Court uses statutory powers to protect administrators from full liability

David McIntosh, Partner, Sydney
Emma Colantonio, Solicitor, Sydney

Case review: Strawbridge, in the matter of Retail Adventures Pty Limited (Administrators Appointed) v Retail Adventures Pty Limited (Administrators Appointed) (No 2) [2012] FCA 1368

The Federal Court has utilised its discretionary power under section 447A of the Corporations Act 2001 (Cth) (Act) to limit the scope of an administrator’s general liability for debts incurred in the course of the administration arising under section 443A(1) of the Act.

Background to the administrators’ application

The administrators of Retail Adventures Pty Ltd (Company), one of Australia’s largest discount variety operators, entered into a licence agreement under which they had authorised a related entity of the Company, DSG Holdings Australia (DSG), to continue trading the business.  The parties subsequently agreed to amend their agreement in order to limit the personal liability of the administrators to DSG under the licence agreement.  It was the intention of the parties that the administrators would not incur personal liability to any party under the licence agreement.

The administrators made an application to the Court under section 447A of the Act for an order reflecting the terms of the limitation of liability under the licence agreement to amounts in respect of which the administrators were entitled to be indemnified out of the assets of the Company, and actually indemnified out of the assets of the Company.

Administrators’ liability under the Act

Section 447A(1) of the Act provides the Court with the power to make such orders as it thinks appropriate about how Part 5.3A of the Act is to operate in relation to a particular company.  Under this section, the court has a broad discretionary power to make orders that it thinks appropriate concerning the operation of the administration of a company’s affairs.

Section 443A(1) of the Act provides that an administrator of a company under administration is liable for debts he or she incurs, in the performance or exercise, or purported performance or exercise, of any of his or her functions and powers as administrator, for (amongst other things) goods bought and services rendered.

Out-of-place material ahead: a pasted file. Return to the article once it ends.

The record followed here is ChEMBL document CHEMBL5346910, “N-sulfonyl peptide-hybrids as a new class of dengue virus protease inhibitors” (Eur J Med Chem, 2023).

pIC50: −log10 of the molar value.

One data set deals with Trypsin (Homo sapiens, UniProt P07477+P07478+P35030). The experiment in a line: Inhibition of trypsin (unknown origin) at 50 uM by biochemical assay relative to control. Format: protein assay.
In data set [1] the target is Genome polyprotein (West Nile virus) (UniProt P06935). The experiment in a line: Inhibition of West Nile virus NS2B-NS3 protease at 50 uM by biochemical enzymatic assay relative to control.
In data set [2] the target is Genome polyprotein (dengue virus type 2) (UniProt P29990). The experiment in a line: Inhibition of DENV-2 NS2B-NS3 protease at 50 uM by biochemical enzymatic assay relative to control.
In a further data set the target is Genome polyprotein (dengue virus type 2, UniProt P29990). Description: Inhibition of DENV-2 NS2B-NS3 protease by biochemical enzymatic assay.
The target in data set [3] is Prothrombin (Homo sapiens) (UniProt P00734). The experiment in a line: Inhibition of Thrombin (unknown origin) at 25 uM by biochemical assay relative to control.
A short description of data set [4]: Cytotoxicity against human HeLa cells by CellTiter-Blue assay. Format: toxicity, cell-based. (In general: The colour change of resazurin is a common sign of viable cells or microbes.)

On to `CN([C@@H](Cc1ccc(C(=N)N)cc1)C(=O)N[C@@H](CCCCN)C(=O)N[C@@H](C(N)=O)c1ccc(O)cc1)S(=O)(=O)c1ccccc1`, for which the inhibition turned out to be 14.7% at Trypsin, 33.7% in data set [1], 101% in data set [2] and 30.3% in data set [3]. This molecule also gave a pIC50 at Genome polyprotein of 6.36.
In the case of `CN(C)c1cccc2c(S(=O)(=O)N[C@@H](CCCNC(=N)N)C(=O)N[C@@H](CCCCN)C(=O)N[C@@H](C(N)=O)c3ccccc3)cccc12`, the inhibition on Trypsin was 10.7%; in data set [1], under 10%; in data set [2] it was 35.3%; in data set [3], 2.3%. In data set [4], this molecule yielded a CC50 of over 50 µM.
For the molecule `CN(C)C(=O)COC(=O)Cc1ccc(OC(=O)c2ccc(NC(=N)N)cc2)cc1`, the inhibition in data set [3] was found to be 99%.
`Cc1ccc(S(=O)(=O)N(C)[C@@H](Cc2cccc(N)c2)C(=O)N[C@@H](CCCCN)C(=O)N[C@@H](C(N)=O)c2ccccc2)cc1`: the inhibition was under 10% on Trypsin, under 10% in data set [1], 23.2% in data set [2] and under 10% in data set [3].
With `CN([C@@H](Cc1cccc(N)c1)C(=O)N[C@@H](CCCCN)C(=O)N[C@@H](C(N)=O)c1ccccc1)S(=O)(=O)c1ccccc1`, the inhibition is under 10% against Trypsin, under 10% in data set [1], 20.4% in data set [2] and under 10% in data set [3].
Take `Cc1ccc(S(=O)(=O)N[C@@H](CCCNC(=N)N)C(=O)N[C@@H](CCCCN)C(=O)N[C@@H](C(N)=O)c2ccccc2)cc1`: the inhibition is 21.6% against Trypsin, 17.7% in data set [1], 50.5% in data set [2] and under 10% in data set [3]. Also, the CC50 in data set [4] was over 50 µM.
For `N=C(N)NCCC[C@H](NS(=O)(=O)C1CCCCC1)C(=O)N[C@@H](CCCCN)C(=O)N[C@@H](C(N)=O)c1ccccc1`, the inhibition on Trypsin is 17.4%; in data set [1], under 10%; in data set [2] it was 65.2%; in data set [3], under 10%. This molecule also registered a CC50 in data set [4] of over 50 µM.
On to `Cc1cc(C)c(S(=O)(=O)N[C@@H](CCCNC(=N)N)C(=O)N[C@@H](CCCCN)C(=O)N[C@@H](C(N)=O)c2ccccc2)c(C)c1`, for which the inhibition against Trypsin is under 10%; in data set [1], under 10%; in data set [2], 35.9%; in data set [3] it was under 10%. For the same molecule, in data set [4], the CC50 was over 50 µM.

Reasons for Judgment

When considering whether the Court ought to make the order sought by the administrators under section 447A of the Act, Justice Jagot held that regard should be had to:

1.  the interests of the Company’s creditors,

2.  the objectives of Part 5.3A of the Act;

3.  whether the creditors of the Company may be prejudiced or disadvantaged
     by the type of orders sought;

4.  whether the arrangements proposed enabled the Company’s business to
     trade for the benefit of the Company’s creditors; and

5.  the giving of notice to those affected by the application.

The administrators’ evidence pointed to the benefits of the continuation of the Company’s business under the licence agreement.  Such benefits included employee retention, maintenance of supplier relationships and preservation of the current value of the business.

In the circumstances, the Court was satisfied on the administrators’ evidence that it was in the best interests of the Company and its creditors that the Court utilise its power pursuant to section 447A of the Act to modify section 443A(1) of the Act to limit the liabilities of the administrators in line with the commercial agreement.


This decision is a useful reminder of the wide power conferred on the courts by section 447A and its utility in various circumstances, provided it is in the interests of the company’s creditors to do so.

Despite the breath of section 447A, the powers under the section are not entirely without limit.  The courts have made it clear that the power must be confined to the furtherance of the objects of Part 5.3A of the Act.  It is not a broad power to make orders to cure defects or to remedy the consequences of some departure from the provisions of Part 5.3A.



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